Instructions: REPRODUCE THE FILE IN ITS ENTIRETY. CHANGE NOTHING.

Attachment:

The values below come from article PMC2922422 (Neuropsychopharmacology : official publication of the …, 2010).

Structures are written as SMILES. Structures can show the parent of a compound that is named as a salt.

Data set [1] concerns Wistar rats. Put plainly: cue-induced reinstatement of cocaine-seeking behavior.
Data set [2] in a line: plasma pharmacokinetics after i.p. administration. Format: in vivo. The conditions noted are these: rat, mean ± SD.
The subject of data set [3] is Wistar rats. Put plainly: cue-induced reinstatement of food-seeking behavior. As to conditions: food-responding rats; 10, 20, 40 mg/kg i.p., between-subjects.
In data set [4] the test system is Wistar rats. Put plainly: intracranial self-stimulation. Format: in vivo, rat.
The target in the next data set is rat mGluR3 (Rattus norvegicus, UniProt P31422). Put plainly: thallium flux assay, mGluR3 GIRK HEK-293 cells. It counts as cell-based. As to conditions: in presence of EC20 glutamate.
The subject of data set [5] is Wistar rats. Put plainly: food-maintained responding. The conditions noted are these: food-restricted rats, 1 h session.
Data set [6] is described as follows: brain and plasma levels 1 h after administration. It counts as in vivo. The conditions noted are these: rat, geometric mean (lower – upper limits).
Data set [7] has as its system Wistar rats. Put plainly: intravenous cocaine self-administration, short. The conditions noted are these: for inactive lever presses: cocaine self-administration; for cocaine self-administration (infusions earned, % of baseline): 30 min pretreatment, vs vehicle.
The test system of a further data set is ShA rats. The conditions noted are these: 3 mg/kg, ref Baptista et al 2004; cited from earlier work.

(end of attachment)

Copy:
The values below come from article PMC2922422 (Neuropsychopharmacology : official publication of the …, 2010).

Structures are written as SMILES. Structures can show the parent of a compound that is named as a salt.

Data set [1] concerns Wistar rats. Put plainly: cue-induced reinstatement of cocaine-seeking behavior.
Data set [2] in a line: plasma pharmacokinetics after i.p. administration. Format: in vivo. The conditions noted are these: rat, mean ± SD.
The subject of data set [3] is Wistar rats. Put plainly: cue-induced reinstatement of food-seeking behavior. As to conditions: food-responding rats; 10, 20, 40 mg/kg i.p., between-subjects.
In data set [4] the test system is Wistar rats. Put plainly: intracranial self-stimulation. Format: in vivo, rat.
The target in the next data set is rat mGluR3 (Rattus norvegicus, UniProt P31422). Put plainly: thallium flux assay, mGluR3 GIRK HEK-293 cells. It counts as cell-based. As to conditions: in presence of EC20 glutamate.
The subject of data set [5] is Wistar rats. Put plainly: food-maintained responding. The conditions noted are these: food-restricted rats, 1 h session.
Data set [6] is described as follows: brain and plasma levels 1 h after administration. It counts as in vivo. The conditions noted are these: rat, geometric mean (lower – upper limits).
Data set [7] has as its system Wistar rats. Put plainly: intravenous cocaine self-administration, short. The conditions noted are these: for inactive lever presses: cocaine self-administration; for cocaine self-administration (infusions earned, % of baseline): 30 min pretreatment, vs vehicle.
The test system of a further data set is ShA rats. The conditions noted are these: 3 mg/kg, ref Baptista et al 2004; cited from earlier work.